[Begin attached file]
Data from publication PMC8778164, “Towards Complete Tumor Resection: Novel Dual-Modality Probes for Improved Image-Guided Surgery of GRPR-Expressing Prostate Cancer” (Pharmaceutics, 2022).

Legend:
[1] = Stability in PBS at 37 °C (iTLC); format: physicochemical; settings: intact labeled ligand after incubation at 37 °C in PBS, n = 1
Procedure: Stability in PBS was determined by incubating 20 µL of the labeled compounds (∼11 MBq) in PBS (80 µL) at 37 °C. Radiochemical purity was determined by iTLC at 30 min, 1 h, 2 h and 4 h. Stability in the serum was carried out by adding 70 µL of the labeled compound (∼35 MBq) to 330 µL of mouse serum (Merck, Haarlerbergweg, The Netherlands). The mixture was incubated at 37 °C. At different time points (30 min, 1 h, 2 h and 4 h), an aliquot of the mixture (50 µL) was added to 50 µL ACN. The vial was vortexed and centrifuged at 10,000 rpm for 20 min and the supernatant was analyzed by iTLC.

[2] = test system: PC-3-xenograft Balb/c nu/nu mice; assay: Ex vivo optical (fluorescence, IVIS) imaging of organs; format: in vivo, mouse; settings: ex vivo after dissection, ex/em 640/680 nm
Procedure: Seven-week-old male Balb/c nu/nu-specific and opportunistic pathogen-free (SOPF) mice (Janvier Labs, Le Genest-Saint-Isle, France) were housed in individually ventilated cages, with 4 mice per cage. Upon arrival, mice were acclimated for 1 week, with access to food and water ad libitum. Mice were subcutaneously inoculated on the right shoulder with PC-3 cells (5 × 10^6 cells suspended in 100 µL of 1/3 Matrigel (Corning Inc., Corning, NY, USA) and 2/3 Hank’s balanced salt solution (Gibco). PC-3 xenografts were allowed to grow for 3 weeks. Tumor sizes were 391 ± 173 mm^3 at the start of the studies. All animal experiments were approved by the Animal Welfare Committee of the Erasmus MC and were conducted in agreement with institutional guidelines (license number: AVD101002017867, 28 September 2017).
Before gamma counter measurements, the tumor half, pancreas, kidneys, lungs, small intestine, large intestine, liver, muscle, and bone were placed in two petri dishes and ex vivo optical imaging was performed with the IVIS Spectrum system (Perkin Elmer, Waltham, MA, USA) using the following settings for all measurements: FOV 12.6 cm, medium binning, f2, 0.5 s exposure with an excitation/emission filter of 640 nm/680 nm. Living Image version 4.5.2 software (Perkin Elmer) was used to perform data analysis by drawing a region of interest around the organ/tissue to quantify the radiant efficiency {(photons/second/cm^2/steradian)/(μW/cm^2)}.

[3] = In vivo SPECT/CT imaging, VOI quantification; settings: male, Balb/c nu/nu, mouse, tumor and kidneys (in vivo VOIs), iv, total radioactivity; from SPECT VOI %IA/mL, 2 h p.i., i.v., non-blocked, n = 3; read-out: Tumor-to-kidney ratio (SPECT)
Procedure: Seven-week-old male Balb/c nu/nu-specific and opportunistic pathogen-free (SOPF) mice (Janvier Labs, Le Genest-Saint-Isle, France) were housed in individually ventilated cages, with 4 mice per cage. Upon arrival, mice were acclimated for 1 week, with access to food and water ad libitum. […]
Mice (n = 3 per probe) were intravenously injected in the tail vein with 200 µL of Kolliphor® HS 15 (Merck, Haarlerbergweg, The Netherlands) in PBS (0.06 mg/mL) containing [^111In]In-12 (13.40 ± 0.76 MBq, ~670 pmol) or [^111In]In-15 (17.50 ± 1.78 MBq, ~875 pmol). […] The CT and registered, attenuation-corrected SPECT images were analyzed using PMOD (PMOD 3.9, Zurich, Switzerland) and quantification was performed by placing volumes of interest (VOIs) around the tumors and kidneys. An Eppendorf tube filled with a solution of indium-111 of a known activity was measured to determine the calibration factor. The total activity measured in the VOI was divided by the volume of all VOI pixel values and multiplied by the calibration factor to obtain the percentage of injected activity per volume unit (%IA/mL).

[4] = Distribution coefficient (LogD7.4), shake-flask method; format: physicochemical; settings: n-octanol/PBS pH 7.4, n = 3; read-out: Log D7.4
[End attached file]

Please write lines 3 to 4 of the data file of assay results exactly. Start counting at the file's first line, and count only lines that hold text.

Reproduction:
[1] = Stability in PBS at 37 °C (iTLC); format: physicochemical; settings: intact labeled ligand after incubation at 37 °C in PBS, n = 1
Procedure: Stability in PBS was determined by incubating 20 µL of the labeled compounds (∼11 MBq) in PBS (80 µL) at 37 °C. Radiochemical purity was determined by iTLC at 30 min, 1 h, 2 h and 4 h. Stability in the serum was carried out by adding 70 µL of the labeled compound (∼35 MBq) to 330 µL of mouse serum (Merck, Haarlerbergweg, The Netherlands). The mixture was incubated at 37 °C. At different time points (30 min, 1 h, 2 h and 4 h), an aliquot of the mixture (50 µL) was added to 50 µL ACN. The vial was vortexed and centrifuged at 10,000 rpm for 20 min and the supernatant was analyzed by iTLC.